Originally occupied by residences, the southwest corner of Spadina Avenue and St. Andrews Street was purchased by the Toronto Labor Lyceum during the 1920s. Founded in 1913, the organization promoted trade unionism among the city’s growing Jewish community, and offered a home for garment-industry organizations like the Internatonal Ladies Garment Workers Union. As longtime union activist and politician J.B. Salsberg observed, “no single institution and no single building on Spadina—the main street of Jewish Toronto—was more important in the refashioning of the Jewish immigrant into an actively involved Canadian Jew than was the Labor Lyceum.” Beyond union meetings, the building met the community’s cultural and social needs by providing a venue for concerts, a beer parlour, dances, lectures, and hanging out.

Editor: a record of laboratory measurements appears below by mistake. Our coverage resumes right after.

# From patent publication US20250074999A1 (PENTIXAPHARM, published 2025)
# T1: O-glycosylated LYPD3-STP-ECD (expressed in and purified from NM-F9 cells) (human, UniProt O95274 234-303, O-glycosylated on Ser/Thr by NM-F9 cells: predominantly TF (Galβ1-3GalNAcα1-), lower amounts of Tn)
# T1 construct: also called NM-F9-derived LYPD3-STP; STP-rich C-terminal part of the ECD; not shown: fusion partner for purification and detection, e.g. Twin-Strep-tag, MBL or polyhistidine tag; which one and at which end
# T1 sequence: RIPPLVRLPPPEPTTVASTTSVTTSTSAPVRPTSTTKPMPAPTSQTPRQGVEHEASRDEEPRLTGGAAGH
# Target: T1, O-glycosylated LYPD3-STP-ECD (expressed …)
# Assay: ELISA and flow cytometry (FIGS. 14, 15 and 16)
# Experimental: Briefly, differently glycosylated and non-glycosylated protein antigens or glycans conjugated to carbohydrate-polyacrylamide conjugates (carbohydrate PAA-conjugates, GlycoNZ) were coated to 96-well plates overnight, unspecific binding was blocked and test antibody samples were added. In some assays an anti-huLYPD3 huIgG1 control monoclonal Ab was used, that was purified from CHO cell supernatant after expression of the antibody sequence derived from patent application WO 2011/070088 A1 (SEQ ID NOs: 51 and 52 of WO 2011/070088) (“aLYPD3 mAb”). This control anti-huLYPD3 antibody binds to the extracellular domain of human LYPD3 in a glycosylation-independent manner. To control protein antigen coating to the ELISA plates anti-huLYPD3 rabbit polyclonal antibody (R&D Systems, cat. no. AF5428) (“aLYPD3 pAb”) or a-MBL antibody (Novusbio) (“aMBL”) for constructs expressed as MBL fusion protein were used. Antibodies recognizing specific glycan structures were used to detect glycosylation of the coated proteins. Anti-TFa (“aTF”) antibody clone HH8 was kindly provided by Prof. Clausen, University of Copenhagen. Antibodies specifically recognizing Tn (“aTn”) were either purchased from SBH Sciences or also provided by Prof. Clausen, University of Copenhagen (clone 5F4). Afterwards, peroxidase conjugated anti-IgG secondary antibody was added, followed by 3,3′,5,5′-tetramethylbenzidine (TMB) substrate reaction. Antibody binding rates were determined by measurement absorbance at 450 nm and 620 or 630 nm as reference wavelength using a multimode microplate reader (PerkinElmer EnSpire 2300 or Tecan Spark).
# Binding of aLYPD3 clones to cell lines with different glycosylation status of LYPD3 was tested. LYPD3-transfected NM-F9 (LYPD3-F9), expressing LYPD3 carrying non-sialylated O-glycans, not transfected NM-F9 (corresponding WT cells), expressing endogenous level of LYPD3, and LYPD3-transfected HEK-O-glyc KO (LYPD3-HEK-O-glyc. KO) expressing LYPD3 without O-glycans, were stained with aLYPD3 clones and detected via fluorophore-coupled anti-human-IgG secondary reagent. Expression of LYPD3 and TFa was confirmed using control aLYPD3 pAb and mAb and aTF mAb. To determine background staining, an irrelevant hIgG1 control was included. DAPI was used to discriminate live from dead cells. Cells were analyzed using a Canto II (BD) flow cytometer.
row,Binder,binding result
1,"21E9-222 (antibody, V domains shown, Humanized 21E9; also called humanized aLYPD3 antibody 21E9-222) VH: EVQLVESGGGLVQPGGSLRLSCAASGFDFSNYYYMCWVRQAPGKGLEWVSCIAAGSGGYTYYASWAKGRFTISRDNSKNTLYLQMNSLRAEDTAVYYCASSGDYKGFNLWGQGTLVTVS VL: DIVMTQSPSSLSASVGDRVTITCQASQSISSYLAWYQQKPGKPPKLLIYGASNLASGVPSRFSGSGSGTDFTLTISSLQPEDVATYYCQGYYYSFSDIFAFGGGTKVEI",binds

tely 40-05-14 goldman obit

Obituary for Emma Goldman, the Telegram, May 14, 1940.

Anarchist Emma Goldman spoke many times at the Labor Lyceum while intermittently residing in Toronto during the 1920s and 1930s. Her talks ranged from lecturing about drama to raising money for the defence fund of condemned American anarchists Nicola Sacco and Bartolomeo Vanzetti. While Goldman respected the city’s appreciation for the arts, her criticisms of the influence of the Anglican and Catholic churches did not make her a fan of the “Toronto the Good” mentality. When she died in May 1940, her friends told the Star that the funeral service would “not be a religious one but will be rather just a gathering of friends.” While her body lay in state at the Labor Lyceum, she was remembered “as a woman who had put ideals above suffering.”

cjn 71-12-24 lyceum to become chinese restaurant

Source: Canadian Jewish News, December 24, 1971.